New EU law says Apple iPhones must have USB-C charging by 2024

For months, EU lawmakers have been working to make USB-C the universal charging port for…

For months, EU lawmakers have been working to make USB-C the universal charging port for electronic devices in the European Union. This week, they finally reached an agreement on the legislation. Starting in the fall of 2024, every phone, tablet, camera, and more sold in the EU will need a USB-C port. That will even include the latest iPhone.

EU reaches agreement on USB-C law

According to the European Parliament’s website, negotiators agreed on an amended Radio Equipment Directive on Tuesday. The law establishes a single charging solution for nearly all electronic devices.

Lawmakers say the law is part of a broader effort to make products more sustainable and reduce electronic waste. If every device uses the same charger, consumers will need fewer chargers and can reuse chargers for longer.

Parliament’s rapporteur Alex Agius Saliba shared the following statement:

Today we have made the common charger a reality in Europe! European consumers were frustrated long with multiple chargers piling up with every new device. Now they will be able to use a single charger for all their portable electronics. We are proud that laptops, e-readers, earbuds, keyboards, computer mice, and portable navigation devices are also included in addition to smartphones, tablets, digital cameras, headphones and headsets, handheld videogame consoles and portable speakers. We have also added provisions on wireless charging being the next evolution in the charging technology and improved information and labelling for consumers.

Here are all of the devices that will need to feature a USB Type-C port once the law passes:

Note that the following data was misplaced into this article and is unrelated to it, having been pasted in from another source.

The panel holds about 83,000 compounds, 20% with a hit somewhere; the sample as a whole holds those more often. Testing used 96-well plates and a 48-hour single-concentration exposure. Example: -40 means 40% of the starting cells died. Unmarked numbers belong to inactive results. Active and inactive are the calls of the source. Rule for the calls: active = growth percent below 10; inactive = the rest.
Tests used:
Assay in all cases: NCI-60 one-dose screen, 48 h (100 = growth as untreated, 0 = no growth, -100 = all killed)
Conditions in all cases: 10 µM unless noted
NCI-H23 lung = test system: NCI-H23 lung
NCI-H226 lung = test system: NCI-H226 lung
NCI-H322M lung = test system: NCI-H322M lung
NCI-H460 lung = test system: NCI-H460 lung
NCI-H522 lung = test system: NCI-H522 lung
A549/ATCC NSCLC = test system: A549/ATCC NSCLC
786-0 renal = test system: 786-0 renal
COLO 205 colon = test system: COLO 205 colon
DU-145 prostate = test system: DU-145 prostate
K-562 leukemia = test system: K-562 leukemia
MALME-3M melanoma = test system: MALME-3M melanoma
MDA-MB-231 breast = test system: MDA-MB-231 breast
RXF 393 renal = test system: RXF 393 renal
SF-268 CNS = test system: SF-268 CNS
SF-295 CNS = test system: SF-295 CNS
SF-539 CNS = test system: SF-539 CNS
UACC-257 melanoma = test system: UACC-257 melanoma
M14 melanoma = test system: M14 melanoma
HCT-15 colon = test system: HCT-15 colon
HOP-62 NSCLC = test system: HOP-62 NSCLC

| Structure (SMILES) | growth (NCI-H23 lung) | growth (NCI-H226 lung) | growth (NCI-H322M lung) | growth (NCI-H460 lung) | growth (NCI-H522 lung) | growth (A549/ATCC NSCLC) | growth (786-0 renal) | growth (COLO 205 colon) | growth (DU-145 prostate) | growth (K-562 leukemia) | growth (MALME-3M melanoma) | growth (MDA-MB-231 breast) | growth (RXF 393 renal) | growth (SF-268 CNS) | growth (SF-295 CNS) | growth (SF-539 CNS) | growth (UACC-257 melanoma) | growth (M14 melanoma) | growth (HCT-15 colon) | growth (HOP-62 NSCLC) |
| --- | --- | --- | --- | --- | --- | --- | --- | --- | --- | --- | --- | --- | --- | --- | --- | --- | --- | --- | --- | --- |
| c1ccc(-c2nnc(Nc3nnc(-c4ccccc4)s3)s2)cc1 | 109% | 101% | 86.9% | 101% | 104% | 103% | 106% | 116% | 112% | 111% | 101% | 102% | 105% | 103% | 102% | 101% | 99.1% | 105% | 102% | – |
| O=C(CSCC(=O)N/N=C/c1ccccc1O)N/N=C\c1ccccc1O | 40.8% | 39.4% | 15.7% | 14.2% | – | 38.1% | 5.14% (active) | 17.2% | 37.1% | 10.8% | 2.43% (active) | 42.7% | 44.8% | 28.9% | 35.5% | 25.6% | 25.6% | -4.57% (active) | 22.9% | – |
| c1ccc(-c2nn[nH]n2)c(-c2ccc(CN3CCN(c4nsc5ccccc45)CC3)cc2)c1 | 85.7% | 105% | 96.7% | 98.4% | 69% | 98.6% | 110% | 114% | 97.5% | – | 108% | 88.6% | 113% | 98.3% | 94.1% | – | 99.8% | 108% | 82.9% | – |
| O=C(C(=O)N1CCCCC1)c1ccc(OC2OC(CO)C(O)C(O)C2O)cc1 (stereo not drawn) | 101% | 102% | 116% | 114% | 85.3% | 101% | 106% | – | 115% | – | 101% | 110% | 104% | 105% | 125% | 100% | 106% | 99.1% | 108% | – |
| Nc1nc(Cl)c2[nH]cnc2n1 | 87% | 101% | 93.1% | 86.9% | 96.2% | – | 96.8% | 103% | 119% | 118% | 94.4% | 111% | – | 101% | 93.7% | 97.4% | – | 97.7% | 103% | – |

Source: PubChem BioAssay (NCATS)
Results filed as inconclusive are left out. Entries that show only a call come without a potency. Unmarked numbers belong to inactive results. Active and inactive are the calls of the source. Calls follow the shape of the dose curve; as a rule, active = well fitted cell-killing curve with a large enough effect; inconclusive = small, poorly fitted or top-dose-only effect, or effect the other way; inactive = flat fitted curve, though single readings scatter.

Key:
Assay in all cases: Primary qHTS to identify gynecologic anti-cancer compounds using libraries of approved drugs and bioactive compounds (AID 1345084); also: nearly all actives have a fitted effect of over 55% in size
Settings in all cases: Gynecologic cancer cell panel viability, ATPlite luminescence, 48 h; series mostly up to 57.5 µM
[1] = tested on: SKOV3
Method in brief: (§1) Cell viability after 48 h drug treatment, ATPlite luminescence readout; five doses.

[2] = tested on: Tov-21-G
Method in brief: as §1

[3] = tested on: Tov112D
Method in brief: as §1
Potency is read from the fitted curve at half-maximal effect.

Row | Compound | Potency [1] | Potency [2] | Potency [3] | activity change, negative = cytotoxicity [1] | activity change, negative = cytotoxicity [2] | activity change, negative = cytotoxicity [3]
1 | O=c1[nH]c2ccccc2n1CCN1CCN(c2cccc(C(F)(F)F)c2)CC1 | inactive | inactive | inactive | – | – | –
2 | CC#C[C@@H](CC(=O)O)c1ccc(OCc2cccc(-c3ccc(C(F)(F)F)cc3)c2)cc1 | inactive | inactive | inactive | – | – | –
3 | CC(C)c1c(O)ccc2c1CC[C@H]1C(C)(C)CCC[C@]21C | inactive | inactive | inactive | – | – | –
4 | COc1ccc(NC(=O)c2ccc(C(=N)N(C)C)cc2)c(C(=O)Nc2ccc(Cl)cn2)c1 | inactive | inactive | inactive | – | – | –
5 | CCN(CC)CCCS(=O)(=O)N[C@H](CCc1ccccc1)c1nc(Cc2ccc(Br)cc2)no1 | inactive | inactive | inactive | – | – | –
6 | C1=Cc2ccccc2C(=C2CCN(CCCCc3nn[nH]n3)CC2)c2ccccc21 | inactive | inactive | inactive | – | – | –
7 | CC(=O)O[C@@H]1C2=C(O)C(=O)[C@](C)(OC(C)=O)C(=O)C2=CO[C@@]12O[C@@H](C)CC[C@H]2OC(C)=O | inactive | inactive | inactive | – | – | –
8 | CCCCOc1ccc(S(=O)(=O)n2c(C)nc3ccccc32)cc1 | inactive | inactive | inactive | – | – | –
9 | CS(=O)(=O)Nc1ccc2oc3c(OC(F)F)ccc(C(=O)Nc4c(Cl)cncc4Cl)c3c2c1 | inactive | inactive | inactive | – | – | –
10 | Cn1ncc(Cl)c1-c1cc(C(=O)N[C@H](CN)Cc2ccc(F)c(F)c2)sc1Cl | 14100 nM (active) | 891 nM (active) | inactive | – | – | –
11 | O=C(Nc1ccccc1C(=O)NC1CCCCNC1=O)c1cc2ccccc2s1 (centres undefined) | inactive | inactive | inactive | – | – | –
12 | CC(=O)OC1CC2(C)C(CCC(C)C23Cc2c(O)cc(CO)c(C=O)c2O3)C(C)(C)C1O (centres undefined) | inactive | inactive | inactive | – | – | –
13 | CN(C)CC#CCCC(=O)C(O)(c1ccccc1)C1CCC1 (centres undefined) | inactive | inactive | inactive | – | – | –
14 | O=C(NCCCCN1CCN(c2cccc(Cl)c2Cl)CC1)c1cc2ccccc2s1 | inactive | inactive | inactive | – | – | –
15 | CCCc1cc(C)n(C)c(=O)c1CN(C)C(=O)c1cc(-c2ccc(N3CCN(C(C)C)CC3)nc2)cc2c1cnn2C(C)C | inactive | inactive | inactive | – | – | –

• Mobile phones
  • Tablets
  • E-readers
  • Earbuds
  • Digital cameras
  • Headphones and headsets
  • Handheld videogame consoles
  • Portable speakers
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As long as consumers can recharge them with a wired cable, they will need to have a USB-C port. Laptops will be subject to the law as well, but not right away.

The EU Parliament and Council will have to formally approve the agreement after a summer recess. They will publish the agreement in the EU Official Journal. It enters into force 20 days after publication and its provisions start to apply after 24 months.

How will this affect Apple?

Of course, there’s really one question on everyone’s mind: How will this affect Apple and the iPhone? We have been hearing rumors lately about Apple ditching its Lightning port for USB-C as soon as next year.

Apple has undoubtedly been anticipating this law. The only question now is how long it will take the company to adopt USB-C on the iPhone.

As the website notes, these new rules do not apply to anything released prior to the date of application. Therefore, Apple won’t have to put a USB-C port on the iPhone until late 2024 — likely around the time that the iPhone 16 launches.

Based on recent reports, Apple won’t wait that long. In fact, the company has already started testing iPhone models with USB-C charging, according to Bloomberg.

Apple analyst Ming-Chi Kuo similarly believes that the iPhone 15 will be the first iPhone with USB-C charging. Leaks should spoil the surprise long before Apple’s official announcement.


More iPhone coverage: For more iPhone news, visit our iPhone 14 guide.